Apr 29, 2011
I was diagnosed late last year and my 1st-cd4 was 370 vl 42,000,2nd 330 vl 34000,3rd 317 vl 120k now 403 vl not known yet. I have not started my medications yet coz my cd4 was low before but realised yesterday that it increased. I'll see my doctor next week but just wanted to ask,why that my cd4 count increased within a short time while i'm not on meds? Is it okey to start the meds straightaway? thanks lina
| Response from Dr. McGowan
Thanks for your question. The CD4 count can go up and down somewhat even without being on meds for a few reasons: 1) there are normal fluctuations in the CD4 count from day to day and morning to night; 2) the lab tests are not exact and even if you run the same blood twice you will not get the exact same number 3) when we measure the CD4 count we only measure the cells that are circulating in the bloodstream, in fact, most CD4 cells are not in the blood but are out in the tissues of the body. For example, the CD4 count will drop in the blood if you are fighting an infection--the cells move into the tissues to attack.
You should ask your doctor to also plot out the change in CD4%, this number shows the balance of the CD4 and CD8 cells. It tends to be a bit more stable than the total Cd4 count. It can help track out the direction of the CD4 movement.
No I do not think it is too soon to start meds. Although you have just recently found out that you have the virus it may have had a bit more time to get settled in and has caused some imbalance of your immune system since all these numbers are below the "normal" range and the viral load has been consistently on the high side. If you are ready, you can take charge of this situation by starting meds and turning off the virus completely at any time you choose. Then you won't have to worry if the CD4 count bounces around a bit, you'll know that it is not the virus that is causing it.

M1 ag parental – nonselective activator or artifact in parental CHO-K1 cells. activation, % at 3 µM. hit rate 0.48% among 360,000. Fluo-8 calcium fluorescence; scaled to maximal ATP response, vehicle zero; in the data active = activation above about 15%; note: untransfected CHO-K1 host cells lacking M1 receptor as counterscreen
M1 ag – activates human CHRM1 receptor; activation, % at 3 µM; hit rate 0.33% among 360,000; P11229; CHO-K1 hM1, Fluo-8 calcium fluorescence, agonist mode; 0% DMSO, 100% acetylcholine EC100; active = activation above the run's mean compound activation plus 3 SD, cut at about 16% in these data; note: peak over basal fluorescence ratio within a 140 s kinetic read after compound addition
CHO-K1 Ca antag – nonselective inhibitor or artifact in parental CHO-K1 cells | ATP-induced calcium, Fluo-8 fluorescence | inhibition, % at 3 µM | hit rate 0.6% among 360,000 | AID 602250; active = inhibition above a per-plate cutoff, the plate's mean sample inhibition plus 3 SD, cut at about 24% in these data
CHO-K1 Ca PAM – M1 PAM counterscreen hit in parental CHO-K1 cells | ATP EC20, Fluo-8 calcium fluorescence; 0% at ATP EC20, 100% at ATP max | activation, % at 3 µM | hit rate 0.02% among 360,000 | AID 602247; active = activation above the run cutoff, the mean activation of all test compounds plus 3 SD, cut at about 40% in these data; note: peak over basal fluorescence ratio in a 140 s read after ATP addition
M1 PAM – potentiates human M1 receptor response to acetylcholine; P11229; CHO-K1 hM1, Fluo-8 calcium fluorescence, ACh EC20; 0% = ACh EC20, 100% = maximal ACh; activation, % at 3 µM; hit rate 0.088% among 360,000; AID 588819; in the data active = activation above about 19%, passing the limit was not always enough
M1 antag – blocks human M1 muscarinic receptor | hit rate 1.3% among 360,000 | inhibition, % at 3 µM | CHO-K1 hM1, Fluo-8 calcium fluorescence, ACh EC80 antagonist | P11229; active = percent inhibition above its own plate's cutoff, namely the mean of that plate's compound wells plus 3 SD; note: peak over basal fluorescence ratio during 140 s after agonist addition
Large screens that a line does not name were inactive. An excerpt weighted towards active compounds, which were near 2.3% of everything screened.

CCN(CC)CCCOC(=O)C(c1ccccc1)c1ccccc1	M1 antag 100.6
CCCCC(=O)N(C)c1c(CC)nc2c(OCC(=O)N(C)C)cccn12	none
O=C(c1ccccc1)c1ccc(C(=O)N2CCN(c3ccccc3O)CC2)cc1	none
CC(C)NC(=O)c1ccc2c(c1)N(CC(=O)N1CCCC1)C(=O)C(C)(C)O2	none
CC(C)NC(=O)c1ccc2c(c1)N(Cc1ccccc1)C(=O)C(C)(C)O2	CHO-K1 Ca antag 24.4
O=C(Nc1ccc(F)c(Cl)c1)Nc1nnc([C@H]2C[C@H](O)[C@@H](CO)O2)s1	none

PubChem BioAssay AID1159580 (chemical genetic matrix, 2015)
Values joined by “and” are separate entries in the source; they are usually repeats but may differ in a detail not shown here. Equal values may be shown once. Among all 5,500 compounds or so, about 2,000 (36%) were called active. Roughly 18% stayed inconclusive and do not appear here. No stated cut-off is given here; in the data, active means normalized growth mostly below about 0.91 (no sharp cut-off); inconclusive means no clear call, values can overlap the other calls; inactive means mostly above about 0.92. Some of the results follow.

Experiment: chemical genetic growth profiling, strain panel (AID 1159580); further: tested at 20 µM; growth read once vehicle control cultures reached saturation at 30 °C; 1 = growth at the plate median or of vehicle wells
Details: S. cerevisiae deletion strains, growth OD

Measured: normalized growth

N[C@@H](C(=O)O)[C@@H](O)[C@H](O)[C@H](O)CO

Get Email Notifications When This Forum Updates or Subscribe With RSS
This forum is designed for educational purposes only, and experts are not rendering medical, mental health, legal or other professional advice or services. If you have or suspect you may have a medical, mental health, legal or other problem that requires advice, consult your own caregiver, attorney or other qualified professional.
Experts appearing on this page are independent and are solely responsible for editing and fact-checking their material. Neither TheBody.com nor any advertiser is the publisher or speaker of posted visitors' questions or the experts' material.